January 23, 2018 by Theron Patrick
Nationally in 2017, the multifamily sector added more than a quarter of a million conventional units to the market. Fortunately, absorption outpaced the growth by nearly 30,000 units and national average occupancy rose 0.4% to 91.7%. Occupancy, however, did get up to 92% by the end of the Q3. The influx of units at the end of the year outpaced the absorption in the final quarter.
The story is much the same for rents in 2017: almost all the growth was in the first three quarters. While effective rents grew in the 7% range nationally through the first nine months of the year, the last quarter saw flattening or decreasing rents. Currently the average apartment unit in a conventional property effectively rents for $1,247 per unit and $1.39 per square foot.
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For most of the country, the first 3 quarters of 2017 were mostly positive across the board. Q4, however, brought a regression and both rents and occupancy flattened or declined. The high plains states saw the opposite with Q4 bringing welcome relief to lackluster performance in the first three quarters. Florida stands out in a good way from the trend with almost universal solid performances across the board.
Seattle found itself among the strong performers nationwide and saw rents rise in the 10% range in 2017 to an average of $1,640 per unit. However, like the national trend, nearly all of the growth occurred in the first half of the year. Portland, currently at $1,303 per unit, had more modest gains for the year.
Effective rents rose only 2.6% over the last 12 months in the northwestern Oregon market. Spokane actually had negative rent growth for the year and average effective monthly rent is down $24 per unit from the beginning of the year to $936. Despite a lackluster 4th quarter with a gain of less than 500 net rented units, Seattle absorbed more than 8,000 conventional units in 2017; an increase of more than 50% from the prior year.
Relatively speaking, in terms of occupancy, Portland fared much better over the last 12 months. The market absorbed more than 5,000 net rented units in 2017 and the 4th quarter of the year accounted for nearly half of those rentals. Consequently, occupancy in the Portland area rose 0.7% in Q4 2017 to a healthy 92.8%.
The California markets managed to absorb more than 22,000 net conventional units in 2017. The vast majority of the units were absorbed within two markets: The Bay Area and the greater Los Angeles area. The Bay area absorbed more than 8,000 units in the last 12 months and 4,000 of those units were absorbed in the 4th quarter alone. However, new construction continued unabated throughout the year. While occupancy is up 1.2% for the year in the Bay Area, average occupancy only grew 0.1% in the 4th quarter.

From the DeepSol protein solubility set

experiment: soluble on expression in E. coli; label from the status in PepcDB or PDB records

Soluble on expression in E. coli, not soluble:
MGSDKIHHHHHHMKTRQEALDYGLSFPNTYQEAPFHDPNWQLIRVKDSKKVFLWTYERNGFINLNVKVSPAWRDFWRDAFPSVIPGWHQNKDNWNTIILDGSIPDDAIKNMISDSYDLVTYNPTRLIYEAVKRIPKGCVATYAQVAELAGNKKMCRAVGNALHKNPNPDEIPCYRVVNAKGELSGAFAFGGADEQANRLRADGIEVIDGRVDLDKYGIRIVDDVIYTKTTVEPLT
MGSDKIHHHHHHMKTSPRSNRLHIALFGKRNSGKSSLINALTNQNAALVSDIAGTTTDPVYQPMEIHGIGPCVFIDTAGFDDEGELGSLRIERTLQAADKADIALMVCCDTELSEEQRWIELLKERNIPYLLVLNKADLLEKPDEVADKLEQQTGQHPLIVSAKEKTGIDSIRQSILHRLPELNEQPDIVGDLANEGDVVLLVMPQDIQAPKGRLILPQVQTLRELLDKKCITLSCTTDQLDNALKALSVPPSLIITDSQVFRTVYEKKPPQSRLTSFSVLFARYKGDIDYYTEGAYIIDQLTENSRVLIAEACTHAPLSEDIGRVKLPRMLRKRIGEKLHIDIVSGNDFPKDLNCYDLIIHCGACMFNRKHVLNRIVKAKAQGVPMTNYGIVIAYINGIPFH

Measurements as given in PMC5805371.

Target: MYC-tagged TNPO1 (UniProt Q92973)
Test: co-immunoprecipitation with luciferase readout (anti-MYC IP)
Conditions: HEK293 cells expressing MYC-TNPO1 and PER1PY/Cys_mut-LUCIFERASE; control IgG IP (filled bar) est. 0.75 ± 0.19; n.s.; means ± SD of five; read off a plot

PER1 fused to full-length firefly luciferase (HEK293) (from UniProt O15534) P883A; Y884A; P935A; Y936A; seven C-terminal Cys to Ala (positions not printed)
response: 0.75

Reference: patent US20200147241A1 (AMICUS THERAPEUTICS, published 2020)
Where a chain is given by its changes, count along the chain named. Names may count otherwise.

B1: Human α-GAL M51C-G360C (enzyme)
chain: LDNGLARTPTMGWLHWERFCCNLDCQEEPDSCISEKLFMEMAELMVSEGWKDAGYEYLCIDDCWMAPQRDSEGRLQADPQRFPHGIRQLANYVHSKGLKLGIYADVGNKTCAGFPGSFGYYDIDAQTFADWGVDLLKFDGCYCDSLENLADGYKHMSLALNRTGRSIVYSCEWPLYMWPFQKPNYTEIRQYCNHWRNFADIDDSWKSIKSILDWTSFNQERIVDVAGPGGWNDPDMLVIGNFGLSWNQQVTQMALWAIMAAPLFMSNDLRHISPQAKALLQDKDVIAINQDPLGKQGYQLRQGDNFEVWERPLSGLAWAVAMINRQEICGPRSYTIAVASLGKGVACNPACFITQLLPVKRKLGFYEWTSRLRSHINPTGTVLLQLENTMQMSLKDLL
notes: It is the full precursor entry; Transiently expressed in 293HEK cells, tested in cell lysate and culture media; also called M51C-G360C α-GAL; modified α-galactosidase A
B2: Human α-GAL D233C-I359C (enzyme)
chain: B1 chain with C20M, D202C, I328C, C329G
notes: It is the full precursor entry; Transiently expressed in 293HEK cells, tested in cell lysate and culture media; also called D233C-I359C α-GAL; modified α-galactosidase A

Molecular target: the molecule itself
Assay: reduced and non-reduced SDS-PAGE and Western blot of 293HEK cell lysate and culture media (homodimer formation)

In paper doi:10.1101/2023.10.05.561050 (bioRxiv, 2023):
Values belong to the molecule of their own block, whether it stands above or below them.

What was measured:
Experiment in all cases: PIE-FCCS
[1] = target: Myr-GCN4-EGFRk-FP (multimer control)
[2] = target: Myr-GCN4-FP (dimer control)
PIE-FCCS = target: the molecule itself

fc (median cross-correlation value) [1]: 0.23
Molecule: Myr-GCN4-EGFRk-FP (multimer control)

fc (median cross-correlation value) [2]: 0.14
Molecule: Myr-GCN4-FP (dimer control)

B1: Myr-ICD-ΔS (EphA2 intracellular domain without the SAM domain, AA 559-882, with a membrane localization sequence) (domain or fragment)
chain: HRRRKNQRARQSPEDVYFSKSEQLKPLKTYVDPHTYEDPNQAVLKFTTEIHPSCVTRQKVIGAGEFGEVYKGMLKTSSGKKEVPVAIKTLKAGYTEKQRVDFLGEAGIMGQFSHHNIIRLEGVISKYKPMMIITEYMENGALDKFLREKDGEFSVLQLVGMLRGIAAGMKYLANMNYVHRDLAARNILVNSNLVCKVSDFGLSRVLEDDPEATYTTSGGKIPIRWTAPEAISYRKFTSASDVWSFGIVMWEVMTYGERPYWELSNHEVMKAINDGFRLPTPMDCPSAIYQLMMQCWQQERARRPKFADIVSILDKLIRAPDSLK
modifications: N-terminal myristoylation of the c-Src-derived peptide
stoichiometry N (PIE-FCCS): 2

Los Angeles experienced much the same situation. The market absorbed over 11,000 units in 2017 with just under 4,000 of those units absorbed in Q4 2017. However, average occupancy, while up 0.8% from a year ago, grew only 0.1% in Q4. The two large California markets lagged a bit behind the other California markets in rent gains for 2017. Both Los Angeles and the Bay Area had effective rent gains in the 4% range while the other markets like Sacramento, San Bernardino and the San Joaquin Valley saw gains in the 6-8% range.
The desert region markets mostly kept pace with the national average for effective rent growth in 2017. Las Vegas, Tucson and Phoenix all realized gains of about 7% for the year, and saw slowing – but positive – growth through the 4th quarter. The other smaller markets in this region, however, all gave back effective rent gains in the 4th quarter. Losses ranged from 0.8% in Flagstaff to 1.4% in Reno.
New construction is still producing slight pressure on average occupancy for these markets. Phoenix absorbed over 6,000 units in 2017, and Las Vegas clocked in at just above 2,000 units. Both markets did fairly well by absorbing nearly all of the new units brought online without slashing prices.
The smaller markets such as Albuquerque and Reno, though, experienced negative absorption for 2017. Average occupancy gains were modest at best, with Tucson outpacing the other markets in this region at about 1% annual growth. The good news for all these markets is that average occupancy is still healthy in the 92-94% range.
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